Khari Biscuit And Vegetable Patties: India Loves Its Puff Pastry

Light and flaky, puff pastry is made by laminating dough with butter to form a layered dough that fluffs up in the oven. French cook Claude Gelée accidentally created puff pastry in 1645 while trying to make a rolled butter cake for his father who was sick. Later, Claudius moved to Paris to work at the Rosabau Patisserie and his invention made the shop famous. Some food historians believe that puff pastry was influenced by the Middle Eastern phyllo dough.

India has its own versions of puff pastry. Khari biscuits were a part of the cuisine of Zoroastrian Iranians who fled to India. These people established Irani cafes within the country, where they served Irani chai with bun maska and khari biscuits to hungry Indians. Today, khari biscuits are available in a variety of flavours, from jeera and methi to cheese and ajwain. They are essentially a teatime snack. ‘Khari’ means salty and so these biscuits are always savoury. Paris Bakery near Parsi Dairy Farm in Mumbai, and New India Bakery and Rajkamal Bakery in Gujarat are among the few places that serve khari biscuits in India.

Vegetable patties are another type of snack that Indians adore. They are made of a crisp, flaky shell and spicy filling. Bakeries like Wenger’s and Nathu’s Pastry Shop in Delhi stock patties, although they are slowly disappearing from most shelves. Patties from Wenger’s have achieved iconic status, with most chefs and food critics raving about them. In 2015, patties from Wenger’s were even mentioned in a list with the headline “15 best eats in Delhi under ₹ 500" in GQ magazine.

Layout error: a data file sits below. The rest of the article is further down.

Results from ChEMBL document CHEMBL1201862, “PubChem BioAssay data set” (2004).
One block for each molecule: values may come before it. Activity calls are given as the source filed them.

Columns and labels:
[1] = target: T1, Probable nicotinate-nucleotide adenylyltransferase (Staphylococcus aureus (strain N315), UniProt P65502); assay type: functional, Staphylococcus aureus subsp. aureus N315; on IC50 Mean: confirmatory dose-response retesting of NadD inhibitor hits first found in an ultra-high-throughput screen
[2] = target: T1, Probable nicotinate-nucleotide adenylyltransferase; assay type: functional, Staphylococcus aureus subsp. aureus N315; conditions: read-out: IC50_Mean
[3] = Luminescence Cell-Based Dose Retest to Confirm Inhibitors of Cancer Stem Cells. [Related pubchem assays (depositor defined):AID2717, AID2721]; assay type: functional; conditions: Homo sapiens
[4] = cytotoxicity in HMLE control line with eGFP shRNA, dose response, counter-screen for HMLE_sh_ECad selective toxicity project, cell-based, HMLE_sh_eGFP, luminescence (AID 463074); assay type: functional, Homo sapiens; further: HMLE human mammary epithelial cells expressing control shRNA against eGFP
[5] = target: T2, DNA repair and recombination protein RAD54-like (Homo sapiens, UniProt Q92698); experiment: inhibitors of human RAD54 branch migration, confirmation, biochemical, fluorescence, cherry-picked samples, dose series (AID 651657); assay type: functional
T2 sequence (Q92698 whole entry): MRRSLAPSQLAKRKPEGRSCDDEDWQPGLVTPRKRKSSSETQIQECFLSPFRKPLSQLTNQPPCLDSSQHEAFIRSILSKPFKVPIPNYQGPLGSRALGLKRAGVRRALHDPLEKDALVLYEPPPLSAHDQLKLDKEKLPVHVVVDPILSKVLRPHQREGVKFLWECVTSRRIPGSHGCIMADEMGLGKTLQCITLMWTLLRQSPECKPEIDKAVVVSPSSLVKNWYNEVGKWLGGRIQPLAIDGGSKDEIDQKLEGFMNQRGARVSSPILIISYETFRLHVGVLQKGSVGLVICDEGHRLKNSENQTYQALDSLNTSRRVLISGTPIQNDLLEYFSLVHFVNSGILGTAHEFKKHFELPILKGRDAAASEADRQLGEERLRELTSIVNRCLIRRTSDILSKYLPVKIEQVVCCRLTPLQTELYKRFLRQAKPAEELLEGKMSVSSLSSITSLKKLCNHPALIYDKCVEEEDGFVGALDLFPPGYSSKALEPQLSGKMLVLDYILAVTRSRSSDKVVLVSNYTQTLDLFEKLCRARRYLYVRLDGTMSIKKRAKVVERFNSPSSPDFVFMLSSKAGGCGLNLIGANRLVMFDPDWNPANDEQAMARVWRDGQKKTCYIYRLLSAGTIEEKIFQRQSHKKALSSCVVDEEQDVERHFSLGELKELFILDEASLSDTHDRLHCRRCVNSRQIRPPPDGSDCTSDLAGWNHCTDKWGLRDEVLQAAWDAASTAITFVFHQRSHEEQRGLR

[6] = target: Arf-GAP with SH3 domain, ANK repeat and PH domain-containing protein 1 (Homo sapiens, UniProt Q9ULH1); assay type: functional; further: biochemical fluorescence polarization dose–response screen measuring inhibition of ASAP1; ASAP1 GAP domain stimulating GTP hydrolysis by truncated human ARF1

At Wenger’s, patties go beyond the vegetable version and include mushrooms, chicken and mutton. In 2014, Hindustan Times did a Delhi food face-off where patties from Wenger’s and Sugar & Spice in Khan Market were compared. “The patty at Wenger's wins hands down,” said the article titled ‘The ultimate food face-off in Delhi!’. “The crust is flaky and the filling moist and creamy, unlike at Sugar & Spice which was too dry,” it said. 

Both khari biscuits and patties are snacks that, despite their rarity, have been irreplaceable in the minds of Indians. Even if these treats may slowly be becoming difficult to mind, they have managed to create a stir that is likely to outlive several generations.